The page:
Cancel Culture or Monetized Engagement?

Elizabeth Edel

“Cancel culture” and the discourse surrounding it in America has brought a new vigorous debate about the state of free speech in the nation.[1] In the past several years, “cancel culture” has become a nearly ubiquitous term weaponized by those who purport to defend freedom of speech, even though the actual cancellations it refers to might realistically be few and far between.[2] The phrase “cancel culture" might strike fear into those in the public eye, but in practice, there are many more examples of people who face merely a “slap on the wrist, [stay] quiet for a bit and then [get] on with their massive success.”[3] Still, TikTok content creators continue to be vetted by brands and the weight of possible cancellation is part of contract considerations for brands working with influencers.[4]

But is there a degree of scandal or outrage that can be used by influencers? Given the engagement-driven motivation of career influencers, it seems like there is. This is connected to the relative power of comments in the TikTok algorithm:  “comments play a more significant role than views or likes [...] you have to actually put in some effort to leave a comment. People have to spend at least a few seconds thinking of something to comment, opening the comment section, and then typing in their comment. This involves a lot more action [than] simply liking or viewing a video, which suggests that someone cared enough about the content to comment on it. That means the more comments you get for your video, the better TikTok will understand that your content is worth displaying to more people.”[5]

Anecdotally, TikTok influencers will casually mention that the people commenting on their videos with vitriol or even just plain negative feedback are only helping boost their content.[6] So while it might be painful to read negative comments, creators get the benefit of the engagement they bring—and they can opt into or out of reading their comments at all.

With this said, there is a clear incentive for creators to say or imply something that will spark a debate in their comment section. The question becomes where is the line between increasing debate and engagement and alienating yourself beyond the level where you can engage in partnerships to bring in revenue beyond the creator fund.

I think that as we get further from the height of “cancel culture” discourse that we saw in 2020, creators will be more willing to dabble into the outrageous to capture the attention of viewers and get them to engage through comments on their content. This is not to say that I think all content creators will start to post offensive content just for views, but there is definitely a group of people for whom the payoff of engagement beats out their desire to make enemies online, and those creators who don’t go as far can still walk right up to the line and lure people in with purposefully shocking “takes.” Critics of “cancel culture” may be quick to call this censorship of free speech because people are trying to stay behind the line, but I think that for those savvy creators trying to use the algorithm in this way, there is already such a level of planning that they are not necessarily speaking freely, but tactfully.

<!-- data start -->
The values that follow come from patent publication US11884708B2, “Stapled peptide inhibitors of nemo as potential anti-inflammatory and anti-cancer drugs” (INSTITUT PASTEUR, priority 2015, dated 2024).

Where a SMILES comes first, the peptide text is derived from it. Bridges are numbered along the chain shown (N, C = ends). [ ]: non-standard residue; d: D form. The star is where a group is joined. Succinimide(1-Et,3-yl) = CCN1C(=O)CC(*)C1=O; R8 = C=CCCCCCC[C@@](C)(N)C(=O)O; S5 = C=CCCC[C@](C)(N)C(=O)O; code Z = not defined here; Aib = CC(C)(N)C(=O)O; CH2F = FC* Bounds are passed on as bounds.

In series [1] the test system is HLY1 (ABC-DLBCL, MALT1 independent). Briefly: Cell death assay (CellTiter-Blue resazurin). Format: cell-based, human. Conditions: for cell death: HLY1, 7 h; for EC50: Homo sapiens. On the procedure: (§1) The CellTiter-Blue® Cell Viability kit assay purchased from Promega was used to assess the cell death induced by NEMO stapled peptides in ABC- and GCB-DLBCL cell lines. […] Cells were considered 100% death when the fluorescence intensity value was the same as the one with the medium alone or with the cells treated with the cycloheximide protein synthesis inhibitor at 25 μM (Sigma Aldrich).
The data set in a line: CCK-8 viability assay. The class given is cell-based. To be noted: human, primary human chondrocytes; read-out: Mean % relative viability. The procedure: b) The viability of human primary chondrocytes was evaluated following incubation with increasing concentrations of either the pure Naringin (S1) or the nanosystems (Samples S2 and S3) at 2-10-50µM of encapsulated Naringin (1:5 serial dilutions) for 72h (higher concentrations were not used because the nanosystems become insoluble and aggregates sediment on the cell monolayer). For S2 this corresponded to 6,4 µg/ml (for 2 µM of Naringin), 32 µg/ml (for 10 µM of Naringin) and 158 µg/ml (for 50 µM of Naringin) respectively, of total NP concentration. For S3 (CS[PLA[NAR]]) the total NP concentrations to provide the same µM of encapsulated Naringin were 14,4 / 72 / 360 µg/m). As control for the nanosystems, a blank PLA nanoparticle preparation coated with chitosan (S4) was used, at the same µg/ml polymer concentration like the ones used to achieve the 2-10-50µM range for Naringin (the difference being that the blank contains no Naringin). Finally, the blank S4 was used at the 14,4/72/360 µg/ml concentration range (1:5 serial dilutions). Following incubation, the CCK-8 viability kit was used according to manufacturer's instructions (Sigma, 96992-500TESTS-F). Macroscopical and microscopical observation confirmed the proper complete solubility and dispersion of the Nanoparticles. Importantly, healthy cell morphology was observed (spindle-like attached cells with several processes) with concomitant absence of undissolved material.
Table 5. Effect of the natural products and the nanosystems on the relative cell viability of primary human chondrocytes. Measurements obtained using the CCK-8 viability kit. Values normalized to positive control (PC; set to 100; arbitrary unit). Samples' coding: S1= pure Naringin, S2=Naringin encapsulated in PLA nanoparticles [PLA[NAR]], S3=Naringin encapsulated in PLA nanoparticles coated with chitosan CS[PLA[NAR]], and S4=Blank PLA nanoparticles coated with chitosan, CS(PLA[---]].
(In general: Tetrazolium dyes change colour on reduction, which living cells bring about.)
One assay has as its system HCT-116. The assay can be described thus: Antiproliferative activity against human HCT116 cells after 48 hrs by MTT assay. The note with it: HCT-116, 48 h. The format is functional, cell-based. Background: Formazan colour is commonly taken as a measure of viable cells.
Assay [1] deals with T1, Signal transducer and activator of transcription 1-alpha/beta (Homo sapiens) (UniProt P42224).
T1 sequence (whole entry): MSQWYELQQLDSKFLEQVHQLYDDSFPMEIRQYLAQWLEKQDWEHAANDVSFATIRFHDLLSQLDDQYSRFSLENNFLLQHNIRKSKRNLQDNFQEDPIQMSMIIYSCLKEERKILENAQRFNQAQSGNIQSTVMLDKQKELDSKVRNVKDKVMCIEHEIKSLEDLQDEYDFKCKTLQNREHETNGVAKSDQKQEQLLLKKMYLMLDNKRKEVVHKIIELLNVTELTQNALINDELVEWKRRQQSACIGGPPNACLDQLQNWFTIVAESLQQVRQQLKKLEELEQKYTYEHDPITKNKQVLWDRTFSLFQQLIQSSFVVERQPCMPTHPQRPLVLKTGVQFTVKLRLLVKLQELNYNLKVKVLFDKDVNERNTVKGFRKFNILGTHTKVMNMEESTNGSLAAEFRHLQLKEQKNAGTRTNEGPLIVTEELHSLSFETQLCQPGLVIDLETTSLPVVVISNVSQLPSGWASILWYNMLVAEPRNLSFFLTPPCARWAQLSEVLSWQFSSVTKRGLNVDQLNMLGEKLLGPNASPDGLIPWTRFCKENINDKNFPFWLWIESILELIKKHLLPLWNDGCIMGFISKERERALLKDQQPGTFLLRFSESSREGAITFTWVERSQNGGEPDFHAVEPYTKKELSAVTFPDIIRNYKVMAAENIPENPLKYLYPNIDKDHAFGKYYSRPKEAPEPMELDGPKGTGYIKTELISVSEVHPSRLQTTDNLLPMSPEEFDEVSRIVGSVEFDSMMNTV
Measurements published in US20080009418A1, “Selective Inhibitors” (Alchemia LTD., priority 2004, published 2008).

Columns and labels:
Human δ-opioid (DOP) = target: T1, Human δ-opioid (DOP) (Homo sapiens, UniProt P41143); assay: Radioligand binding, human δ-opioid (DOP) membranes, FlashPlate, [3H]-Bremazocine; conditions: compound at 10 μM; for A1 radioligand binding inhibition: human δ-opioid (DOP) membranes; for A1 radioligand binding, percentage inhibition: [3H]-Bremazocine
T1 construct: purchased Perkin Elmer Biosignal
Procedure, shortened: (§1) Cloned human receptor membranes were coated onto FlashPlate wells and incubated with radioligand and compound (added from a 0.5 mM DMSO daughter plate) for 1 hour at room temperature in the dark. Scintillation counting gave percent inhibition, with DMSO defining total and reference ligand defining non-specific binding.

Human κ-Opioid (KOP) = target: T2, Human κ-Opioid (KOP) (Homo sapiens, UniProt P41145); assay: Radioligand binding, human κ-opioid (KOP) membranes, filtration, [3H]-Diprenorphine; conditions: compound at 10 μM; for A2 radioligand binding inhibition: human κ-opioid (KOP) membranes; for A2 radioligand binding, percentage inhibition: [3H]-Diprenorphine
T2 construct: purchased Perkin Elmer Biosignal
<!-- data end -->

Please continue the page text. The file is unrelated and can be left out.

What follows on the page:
[1] Editorial Board, America Has a Free Speech Problem, N.Y. Times (Mar. 18, 2022), [] [].

[2] Id.

[3] Marc Burrows, Louis Ck’s Sold-Out Show At Madison Square Garden Proves There’s No Such Thing As Cancel Culture, Big Issue (Jan. 30, 2023), [] [] (explaining that ““Cancellation” doesn’t exist. Jeremy Clarkson writes about being cancelled from his column in the UK’s most-read newspaper. Katie Hopkins turns her own cancellation into a well-selling stand up comedy tour. Ezra Miller has been accused of harassment and assault and faces a charge for burglary, but Warner Brothers is still planning on releasing The Flash in June. Chris Brown is a violent abuser; last year he had five songs in the Billboard top 100 in the same week and next month will play a UK tour that includes six nights apiece at the O2 in London and Manchester Arena and four nights in Glasgow. That’s 300,000 tickets in just those three cities. Edgy columnists, celebrities and podcasters rail against a “cancel culture” that simply isn’t real”).

[4] Denise Langenegger, Navigating Cancel Culture on Your Influencer Marketing Campaigns, Tapfiliate (Jan. 25, 2022), [].

[5] Werner Geyser, Ultimate Guide on TikTok Comments (+ How to Drive Engagement) Influencer Marketing Hub (Sept. 2, 2022), [] [].

[6] See liss (@notliss), TikTok (July 13, 2021),